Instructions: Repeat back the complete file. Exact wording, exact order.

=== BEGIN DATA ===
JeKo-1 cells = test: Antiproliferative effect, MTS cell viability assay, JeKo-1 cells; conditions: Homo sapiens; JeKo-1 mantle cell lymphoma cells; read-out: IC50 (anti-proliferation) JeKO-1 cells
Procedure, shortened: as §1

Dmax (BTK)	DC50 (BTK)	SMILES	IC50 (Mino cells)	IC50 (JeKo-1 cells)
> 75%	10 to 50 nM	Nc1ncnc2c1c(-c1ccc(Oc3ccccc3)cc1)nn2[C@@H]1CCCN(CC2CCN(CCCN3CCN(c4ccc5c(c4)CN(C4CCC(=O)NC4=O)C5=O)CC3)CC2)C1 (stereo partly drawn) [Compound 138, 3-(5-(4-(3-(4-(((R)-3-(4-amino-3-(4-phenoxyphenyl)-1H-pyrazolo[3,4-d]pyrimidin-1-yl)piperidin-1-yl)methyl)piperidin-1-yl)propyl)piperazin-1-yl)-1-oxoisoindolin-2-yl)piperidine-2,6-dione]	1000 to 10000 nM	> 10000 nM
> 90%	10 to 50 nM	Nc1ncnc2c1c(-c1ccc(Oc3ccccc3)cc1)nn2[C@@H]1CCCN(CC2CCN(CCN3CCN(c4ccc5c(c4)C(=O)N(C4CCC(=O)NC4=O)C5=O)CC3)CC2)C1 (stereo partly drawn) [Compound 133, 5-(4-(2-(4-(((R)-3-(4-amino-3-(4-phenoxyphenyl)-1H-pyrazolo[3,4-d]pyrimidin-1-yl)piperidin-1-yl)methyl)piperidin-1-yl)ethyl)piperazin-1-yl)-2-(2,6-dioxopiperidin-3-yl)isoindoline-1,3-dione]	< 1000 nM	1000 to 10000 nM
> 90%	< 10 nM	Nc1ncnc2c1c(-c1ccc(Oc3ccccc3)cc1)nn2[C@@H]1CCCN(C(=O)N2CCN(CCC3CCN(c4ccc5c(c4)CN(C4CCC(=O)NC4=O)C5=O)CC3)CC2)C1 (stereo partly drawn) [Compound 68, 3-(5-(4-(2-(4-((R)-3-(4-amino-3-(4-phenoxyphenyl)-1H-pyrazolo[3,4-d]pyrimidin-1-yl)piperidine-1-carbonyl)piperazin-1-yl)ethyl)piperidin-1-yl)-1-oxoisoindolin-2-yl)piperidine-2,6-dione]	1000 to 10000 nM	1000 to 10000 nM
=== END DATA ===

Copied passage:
JeKo-1 cells = test: Antiproliferative effect, MTS cell viability assay, JeKo-1 cells; conditions: Homo sapiens; JeKo-1 mantle cell lymphoma cells; read-out: IC50 (anti-proliferation) JeKO-1 cells
Procedure, shortened: as §1

Dmax (BTK)	DC50 (BTK)	SMILES	IC50 (Mino cells)	IC50 (JeKo-1 cells)
> 75%	10 to 50 nM	Nc1ncnc2c1c(-c1ccc(Oc3ccccc3)cc1)nn2[C@@H]1CCCN(CC2CCN(CCCN3CCN(c4ccc5c(c4)CN(C4CCC(=O)NC4=O)C5=O)CC3)CC2)C1 (stereo partly drawn) [Compound 138, 3-(5-(4-(3-(4-(((R)-3-(4-amino-3-(4-phenoxyphenyl)-1H-pyrazolo[3,4-d]pyrimidin-1-yl)piperidin-1-yl)methyl)piperidin-1-yl)propyl)piperazin-1-yl)-1-oxoisoindolin-2-yl)piperidine-2,6-dione]	1000 to 10000 nM	> 10000 nM
> 90%	10 to 50 nM	Nc1ncnc2c1c(-c1ccc(Oc3ccccc3)cc1)nn2[C@@H]1CCCN(CC2CCN(CCN3CCN(c4ccc5c(c4)C(=O)N(C4CCC(=O)NC4=O)C5=O)CC3)CC2)C1 (stereo partly drawn) [Compound 133, 5-(4-(2-(4-(((R)-3-(4-amino-3-(4-phenoxyphenyl)-1H-pyrazolo[3,4-d]pyrimidin-1-yl)piperidin-1-yl)methyl)piperidin-1-yl)ethyl)piperazin-1-yl)-2-(2,6-dioxopiperidin-3-yl)isoindoline-1,3-dione]	< 1000 nM	1000 to 10000 nM
> 90%	< 10 nM	Nc1ncnc2c1c(-c1ccc(Oc3ccccc3)cc1)nn2[C@@H]1CCCN(C(=O)N2CCN(CCC3CCN(c4ccc5c(c4)CN(C4CCC(=O)NC4=O)C5=O)CC3)CC2)C1 (stereo partly drawn) [Compound 68, 3-(5-(4-(2-(4-((R)-3-(4-amino-3-(4-phenoxyphenyl)-1H-pyrazolo[3,4-d]pyrimidin-1-yl)piperidine-1-carbonyl)piperazin-1-yl)ethyl)piperidin-1-yl)-1-oxoisoindolin-2-yl)piperidine-2,6-dione]	1000 to 10000 nM	1000 to 10000 nM